ScriptAlias / /etc/mercurial-server/hgwebdir.fcgi/
    ErrorLog /var/log/apache2/hg/error.log
    LogLevel warn
    CustomLog /var/log/apache2/hg/access.log combined
</VirtualHost>

Finally run these commands as root:

chmod +x /etc/mercurial-server/hgwebdir.fcgi
mkdir -p /var/log/apache2/hg
cd /etc/apache2/sites-enabled
rm 000-default
ln -s ../sites-available/hg
/etc/init.d/apache2 reload

Your files should now be served at http://hg.example.com/ . Sadly because of a design flaw in hgwebdir, there’s no easy way to get Apache to handle the static files it needs, but these are pretty small so there’s no harm in letting hgwebdir handle them. The “rm 000-default” thing seems pretty undesirable, but without it I can’t seem to get this recipe to work.

I’ve chosen FastCGI as the connector. This has the advantage that

  • unlike CGI, it doesn’t fork a new handler on every request
  • unlike mod_python, it keeps your Mercurial handler separate from your web server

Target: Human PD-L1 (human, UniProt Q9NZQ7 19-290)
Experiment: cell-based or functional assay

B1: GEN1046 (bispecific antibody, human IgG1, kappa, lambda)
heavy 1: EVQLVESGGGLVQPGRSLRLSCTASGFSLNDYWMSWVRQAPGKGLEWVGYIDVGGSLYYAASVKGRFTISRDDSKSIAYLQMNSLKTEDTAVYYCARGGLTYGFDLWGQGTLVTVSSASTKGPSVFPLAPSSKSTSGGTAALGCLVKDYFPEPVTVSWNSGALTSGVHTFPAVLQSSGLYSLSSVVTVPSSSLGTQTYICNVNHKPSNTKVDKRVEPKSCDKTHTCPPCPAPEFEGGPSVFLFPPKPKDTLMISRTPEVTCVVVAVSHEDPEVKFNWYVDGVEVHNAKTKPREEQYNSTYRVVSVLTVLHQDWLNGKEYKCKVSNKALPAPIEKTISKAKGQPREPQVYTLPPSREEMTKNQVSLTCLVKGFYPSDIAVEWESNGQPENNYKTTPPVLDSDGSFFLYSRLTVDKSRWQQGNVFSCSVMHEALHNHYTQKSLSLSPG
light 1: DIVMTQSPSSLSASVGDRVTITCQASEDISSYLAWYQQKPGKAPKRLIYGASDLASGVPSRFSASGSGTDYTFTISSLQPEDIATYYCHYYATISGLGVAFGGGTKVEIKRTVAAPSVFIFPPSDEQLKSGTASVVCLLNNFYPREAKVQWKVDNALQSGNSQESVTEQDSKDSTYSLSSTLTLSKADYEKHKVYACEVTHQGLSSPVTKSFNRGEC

• unlike SCGI, it will automatically start the service for you if it’s not already running, which is a massive convenience

I’m not aware of any other way of working that offers all three advantages.

As soon as a version of lighttpd with this bug fixed makes it into Debian, I’ll add my recipe for that.

by
Paul Crowley
on
05/03/10

Getting into Debian

mercurial-server is an official Debian package! Right now it’s only in the “unstable” distribution, but all being well it will slowly percolate forward, first into “testing”, then eventually into the stable distributions of not only Debian but Ubuntu and other Debian-based systems.

Getting it into Debian was quite a long and strange process; the care that Debian takes over package quality puts quite a burden on individual developers in order to minimize the burden on overworked Debian staff. I’ll talk through the steps I took here, eliding over any wrong turns of course, in the hope that the way I did it might be useful to others.
Read more…

by
Paul Crowley
on
01/12/09

mercurial-server 0.8 released

mercurial-server home page

mercurial-server gives your developers remote read/write access to centralized Mercurial repositories using SSH public key authentication; it provides convenient and fine-grained key management and access control.

Read more…

by
Paul Crowley
on
10/11/09